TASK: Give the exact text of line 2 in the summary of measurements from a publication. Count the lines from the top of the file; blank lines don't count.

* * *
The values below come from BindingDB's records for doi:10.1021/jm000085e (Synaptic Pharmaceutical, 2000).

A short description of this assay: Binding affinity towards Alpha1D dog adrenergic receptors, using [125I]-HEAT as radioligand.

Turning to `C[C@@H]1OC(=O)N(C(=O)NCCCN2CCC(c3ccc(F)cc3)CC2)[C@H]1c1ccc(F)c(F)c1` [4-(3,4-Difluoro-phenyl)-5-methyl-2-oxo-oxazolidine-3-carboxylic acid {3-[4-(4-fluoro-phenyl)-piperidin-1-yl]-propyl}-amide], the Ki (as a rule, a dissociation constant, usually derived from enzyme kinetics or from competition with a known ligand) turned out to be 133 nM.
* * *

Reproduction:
A short description of this assay: Binding affinity towards Alpha1D dog adrenergic receptors, using [125I]-HEAT as radioligand.